Bad Climate “Science”

The subheading to Joel Schwartz’s article on National Review about global warming science sums both the article and the issue up nicely: The ideology goes in before the science goes on.

Assume that human greenhouse-gas emissions are causing dangerous changes in the Earth’s climate. What should we do about it? Public debate on climate change has focused almost solely on requiring large reductions in fossil-fuel energy consumption. Enter the journal Nature with a new feature article on another potential means of dealing with climate change.

…Another potential contributor is a wooly-minded romantic environmentalism that seems to have infected scientists as much as anyone else. This also comes through in Nature’s profile:

Hans Feichter, a climate modeller at the Max Planck Institute for Meteorology in Hamburg, speaks for the vast majority of his colleagues when he says ‘the role of a geoscientist is to understand nature, not to change it.’ Climate scientists have proved themselves happy to advocate massive changes aimed at shifting the climate. But they are massive changes in technology, in geopolitics, in social norms…Not changes in the workings of the stratosphere. Not changes in the natural.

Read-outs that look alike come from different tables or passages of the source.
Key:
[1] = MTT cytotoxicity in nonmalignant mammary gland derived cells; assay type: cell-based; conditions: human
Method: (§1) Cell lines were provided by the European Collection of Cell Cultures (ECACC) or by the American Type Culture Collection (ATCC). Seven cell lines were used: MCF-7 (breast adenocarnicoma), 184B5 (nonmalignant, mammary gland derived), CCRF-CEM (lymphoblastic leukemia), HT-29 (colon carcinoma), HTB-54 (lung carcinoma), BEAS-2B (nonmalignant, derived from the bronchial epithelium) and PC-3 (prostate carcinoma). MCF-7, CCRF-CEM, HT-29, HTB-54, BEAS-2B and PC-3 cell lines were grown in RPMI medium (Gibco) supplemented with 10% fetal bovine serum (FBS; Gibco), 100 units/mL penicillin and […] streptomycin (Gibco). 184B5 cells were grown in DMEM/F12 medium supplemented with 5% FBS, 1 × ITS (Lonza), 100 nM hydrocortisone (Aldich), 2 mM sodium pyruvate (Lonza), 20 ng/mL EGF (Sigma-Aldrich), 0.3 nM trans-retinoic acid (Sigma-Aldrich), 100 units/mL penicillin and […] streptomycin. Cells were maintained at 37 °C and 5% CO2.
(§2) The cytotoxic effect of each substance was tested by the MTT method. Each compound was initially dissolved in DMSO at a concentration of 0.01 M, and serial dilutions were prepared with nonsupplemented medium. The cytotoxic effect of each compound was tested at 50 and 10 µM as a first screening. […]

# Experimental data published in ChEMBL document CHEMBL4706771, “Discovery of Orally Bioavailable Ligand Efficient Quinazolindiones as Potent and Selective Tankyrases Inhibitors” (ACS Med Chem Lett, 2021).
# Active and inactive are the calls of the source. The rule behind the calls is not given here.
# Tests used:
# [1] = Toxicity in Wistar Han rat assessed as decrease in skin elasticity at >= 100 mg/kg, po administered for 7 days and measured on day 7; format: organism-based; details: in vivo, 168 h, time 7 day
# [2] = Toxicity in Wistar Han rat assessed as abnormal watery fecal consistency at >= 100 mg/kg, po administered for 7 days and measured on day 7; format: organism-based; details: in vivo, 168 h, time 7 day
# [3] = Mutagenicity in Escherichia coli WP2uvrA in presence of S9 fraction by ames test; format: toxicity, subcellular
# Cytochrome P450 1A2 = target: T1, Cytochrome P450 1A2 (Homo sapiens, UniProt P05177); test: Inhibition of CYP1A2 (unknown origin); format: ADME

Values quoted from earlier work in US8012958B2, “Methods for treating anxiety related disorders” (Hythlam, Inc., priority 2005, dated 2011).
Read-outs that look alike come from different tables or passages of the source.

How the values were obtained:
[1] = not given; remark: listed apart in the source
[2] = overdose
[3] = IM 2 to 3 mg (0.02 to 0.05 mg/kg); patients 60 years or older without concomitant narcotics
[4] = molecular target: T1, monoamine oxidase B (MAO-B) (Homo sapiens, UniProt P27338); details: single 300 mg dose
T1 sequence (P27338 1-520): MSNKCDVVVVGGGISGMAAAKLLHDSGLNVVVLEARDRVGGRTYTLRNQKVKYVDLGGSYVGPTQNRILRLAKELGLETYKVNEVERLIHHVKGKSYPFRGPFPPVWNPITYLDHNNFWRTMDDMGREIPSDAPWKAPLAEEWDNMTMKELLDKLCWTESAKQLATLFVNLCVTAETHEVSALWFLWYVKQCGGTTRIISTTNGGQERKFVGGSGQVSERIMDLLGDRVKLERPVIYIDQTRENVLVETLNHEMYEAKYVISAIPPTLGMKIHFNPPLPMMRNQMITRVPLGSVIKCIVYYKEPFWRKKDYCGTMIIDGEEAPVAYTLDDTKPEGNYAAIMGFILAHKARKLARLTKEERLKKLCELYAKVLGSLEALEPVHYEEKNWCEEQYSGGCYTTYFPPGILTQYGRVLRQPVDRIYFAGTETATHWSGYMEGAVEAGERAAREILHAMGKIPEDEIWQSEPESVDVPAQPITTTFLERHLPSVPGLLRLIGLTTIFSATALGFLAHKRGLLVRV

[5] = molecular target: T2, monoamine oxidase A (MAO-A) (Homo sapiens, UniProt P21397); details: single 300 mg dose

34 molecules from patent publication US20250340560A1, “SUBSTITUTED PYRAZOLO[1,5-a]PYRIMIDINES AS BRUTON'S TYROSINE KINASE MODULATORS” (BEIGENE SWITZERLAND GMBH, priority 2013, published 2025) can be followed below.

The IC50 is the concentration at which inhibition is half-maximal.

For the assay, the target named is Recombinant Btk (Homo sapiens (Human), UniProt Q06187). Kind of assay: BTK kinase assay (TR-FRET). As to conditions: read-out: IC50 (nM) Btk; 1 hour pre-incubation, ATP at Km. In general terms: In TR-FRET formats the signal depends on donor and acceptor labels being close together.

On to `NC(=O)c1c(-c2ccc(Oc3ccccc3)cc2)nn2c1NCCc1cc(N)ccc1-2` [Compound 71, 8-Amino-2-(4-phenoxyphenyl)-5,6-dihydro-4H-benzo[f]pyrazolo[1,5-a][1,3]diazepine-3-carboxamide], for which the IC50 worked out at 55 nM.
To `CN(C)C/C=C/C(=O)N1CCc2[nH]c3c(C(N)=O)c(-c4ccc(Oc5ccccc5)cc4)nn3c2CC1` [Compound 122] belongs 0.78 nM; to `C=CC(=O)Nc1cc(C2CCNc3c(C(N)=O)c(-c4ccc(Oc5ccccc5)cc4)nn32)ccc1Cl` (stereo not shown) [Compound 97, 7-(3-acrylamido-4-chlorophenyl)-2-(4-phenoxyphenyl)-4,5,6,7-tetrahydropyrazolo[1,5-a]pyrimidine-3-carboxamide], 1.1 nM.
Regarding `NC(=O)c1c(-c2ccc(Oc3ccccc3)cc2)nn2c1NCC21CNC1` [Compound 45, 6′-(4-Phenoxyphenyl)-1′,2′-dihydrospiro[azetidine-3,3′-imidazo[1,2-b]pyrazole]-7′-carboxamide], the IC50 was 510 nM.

Where does one start in unwinding all the fallacious assumptions implicit in this confused line of thinking? Why should the goal of climate policy be to make the world more “natural”? And why should anyone think “natural” is better than “artificial”? Why is it okay to force “massive changes” in how people live their lives without even a nod to the possibility that this could cause “massive” harm of its own?

In fact, it is exactly because we have made our environment less “natural” that we have improved the lot of humankind. “Natural” means horrifying percentages of our children dying of infectious diseases and mothers dying in childbirth; lifespans of only 30 or 40 years for those who survive these earlier tribulations — years lived in backbreaking toil merely to avoid starvation; and constant nagging pain from injuries and infections.

Climate scientists’ ignorance of the factors that contribute to long, safe, healthy, and prosperous lives for the world’s people is what makes them so dangerous in the debate over what to do about climate change. Their scientific credentials give them great authority on the world policy stage. Yet like the boyfriend who is in fact “high maintenance” while unwittingly believing himself to be “low maintenance,” climate scientists believe their policy recommendations to be based on science, rather than on unexamined prejudices that are yet to be subjected to scientific scrutiny. Only at our peril do we continue to dance to their tune.

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